Is it Just Me, or is the World Just a Cat Playing with Australia?

Updated: Jul 19

Have you ever seen the shapes of animals in the clouds or the face of Jesus in your toast? If so, you are not alone. It's a fascinating phenomenon that is hard-wired into all of us and there is a neurological explanation for it.

The word pareidolia is derived from the Greek words para, meaning something faulty or instead of, and eidōlon, meaning image, form or shape.

Pareidolia is a type of apophenia, which is the tendency to perceive a connection or meaningful pattern between unrelated or random things.

Apophenia is a more general term for pareidolia. Apophenia is seeing patterns in objects and associating them with preconceived ideas that one already holds. It’s a way of the brain trying to comprehend and make sense of things. For example, if you see the image of Jesus in the clouds, you’re experiencing pareidolia. However, if you see the image as a sign that God is speaking to you, then you’re experiencing apophenia.

Experts believe that one reason we see faces in so many inanimate objects could just be that we see so many faces in our day-to-day lives. From infancy, they are the most common stimuli that we encounter. But there are also deeper reasons we are especially prone to see faces. Our survival depends so heavily on others – whether we need them or fear them. And we are always scanning the environment to see if we are surrounded by friend or foe.

But quickly judging friend or foe is an evolutionary side-effect that explains why we see images of faces in everyday objects. A series of experiments conducted by Professor Alais, Faculty of Science at the University of Sydney revealed the neuroscience behind pareidolia. Alais maintains that imagined faces are processed in the same biased way as real faces. And, as social creatures, we look for meaning in those faces.

“There is a great benefit in detecting faces quickly but the system plays ‘fast and loose’ by applying a crude template of two eyes over a nose and mouth. Lots of things can satisfy that template and thus trigger a face detection response. We know these objects are not truly faces, yet the perception of a face lingers. Pareidolia faces are not discarded as false detections but undergo facial expression analysis in the same way as real faces. We need to read the identity of the face and discern its expression. Are they a friend or a foe? Are they happy, sad, angry, pained?” - David Alais (The research is published in the Proceedings of the Royal Society B.)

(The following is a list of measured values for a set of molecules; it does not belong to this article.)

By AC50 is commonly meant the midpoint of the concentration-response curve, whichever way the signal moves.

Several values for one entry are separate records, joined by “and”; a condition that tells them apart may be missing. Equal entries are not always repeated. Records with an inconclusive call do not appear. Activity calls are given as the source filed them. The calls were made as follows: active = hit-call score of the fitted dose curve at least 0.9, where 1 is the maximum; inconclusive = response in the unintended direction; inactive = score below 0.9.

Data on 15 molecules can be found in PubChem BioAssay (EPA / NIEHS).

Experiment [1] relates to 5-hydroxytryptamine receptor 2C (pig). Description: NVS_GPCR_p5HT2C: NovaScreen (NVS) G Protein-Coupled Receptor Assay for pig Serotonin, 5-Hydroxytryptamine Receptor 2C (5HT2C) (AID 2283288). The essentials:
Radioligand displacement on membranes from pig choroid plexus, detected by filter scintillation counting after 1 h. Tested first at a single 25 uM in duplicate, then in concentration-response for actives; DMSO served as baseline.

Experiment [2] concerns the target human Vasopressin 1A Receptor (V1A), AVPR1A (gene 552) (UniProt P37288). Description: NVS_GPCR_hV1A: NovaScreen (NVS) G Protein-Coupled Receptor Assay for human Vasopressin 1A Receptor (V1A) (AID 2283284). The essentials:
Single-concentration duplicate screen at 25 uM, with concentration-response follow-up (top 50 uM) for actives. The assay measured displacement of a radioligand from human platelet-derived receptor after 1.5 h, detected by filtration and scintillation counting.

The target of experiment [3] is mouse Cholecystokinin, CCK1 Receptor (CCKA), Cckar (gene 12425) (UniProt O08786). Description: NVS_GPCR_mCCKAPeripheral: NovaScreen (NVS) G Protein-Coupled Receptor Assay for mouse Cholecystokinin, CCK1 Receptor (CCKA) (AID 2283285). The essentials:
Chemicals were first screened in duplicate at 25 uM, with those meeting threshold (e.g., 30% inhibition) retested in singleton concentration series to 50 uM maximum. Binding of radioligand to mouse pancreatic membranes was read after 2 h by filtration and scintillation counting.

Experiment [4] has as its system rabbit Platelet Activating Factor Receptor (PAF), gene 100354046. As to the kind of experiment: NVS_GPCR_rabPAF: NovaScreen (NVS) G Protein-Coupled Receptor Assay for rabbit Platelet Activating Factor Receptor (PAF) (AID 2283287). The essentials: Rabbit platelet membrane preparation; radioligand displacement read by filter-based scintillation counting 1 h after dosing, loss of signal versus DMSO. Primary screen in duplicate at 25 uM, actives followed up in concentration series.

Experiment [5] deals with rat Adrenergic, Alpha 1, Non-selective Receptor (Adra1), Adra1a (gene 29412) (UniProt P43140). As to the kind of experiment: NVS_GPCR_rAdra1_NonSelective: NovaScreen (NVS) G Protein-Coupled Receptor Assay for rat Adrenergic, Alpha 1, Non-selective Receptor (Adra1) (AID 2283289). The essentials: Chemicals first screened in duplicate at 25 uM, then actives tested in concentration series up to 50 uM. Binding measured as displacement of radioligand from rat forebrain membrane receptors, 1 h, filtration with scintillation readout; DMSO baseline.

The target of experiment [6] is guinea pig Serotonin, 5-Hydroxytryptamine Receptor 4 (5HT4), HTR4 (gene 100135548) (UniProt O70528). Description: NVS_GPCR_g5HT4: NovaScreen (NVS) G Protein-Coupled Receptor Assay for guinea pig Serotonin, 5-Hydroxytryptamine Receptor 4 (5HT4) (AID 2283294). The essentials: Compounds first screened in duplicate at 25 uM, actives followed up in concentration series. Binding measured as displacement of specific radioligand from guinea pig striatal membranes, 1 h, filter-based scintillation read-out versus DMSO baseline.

In a 2021 study, researchers found that illusory faces engage social perception beyond the detection of a face and emotion; they also have a perceived age and gender. Additionally, we report a striking bias in gender perception, with many more illusory faces perceived as male than female.

Frequency histograms for face, emotion, age, and gender rating. (Wardle et al., PNAS, 2022)

Other researchers speculate that the inclination to see faces in things explains human spirituality. Studies show that religious people are more likely to see faces in ambiguous photos than atheists. Because we are wired to connect with other people and understand their motivations, some see human-like attributes and intentions in the unexplainable as a paranormal sign.

In addition, neurotic people, and people in negative moods, are more likely to experience pareidolia. In a study conducted in Tokyo, scientists showed volunteers a sheet of paper flecked with random dots, asking them what, if any, shapes they saw. Before the connect-the-dots task, all the volunteers took a survey to assess their personality types and current moods.

The researchers found that people who scored higher in neuroticism and those who were in negative moods were more likely to have found faces in the dots. Their nerves put them on higher alert for threats, and they may see danger where it actually isn’t. In a sense, danger takes the form of a face.

From a neurological perspective, objects with similar distributions of features trigger our face recognition system -- A network of brain areas specifically trained to identify the pattern of human faces. The occipital face area focuses on component parts of a face (i.e., the nose, mouth, cheekbones, etc.) while the posterior superior temporal sulcus is responsible for interpreting the dynamic aspects of a face such as where someone’s eyes are looking or if they are expressing and emotion. The fusiform face area acts as the project manager to bring all the data points together.

People who are unable to recognize faces may be suffering from pareidolia’s evil twin: prosopagnosia, a condition sometimes called face blindness. Those born with prosopagnosia have all the necessary brain regions to process facial recognition, but those regions aren’t communicating with each other effectively.

So, the next time you see a face in the foam of your latte, at least you'll know that your facial recognition system is working just fine!


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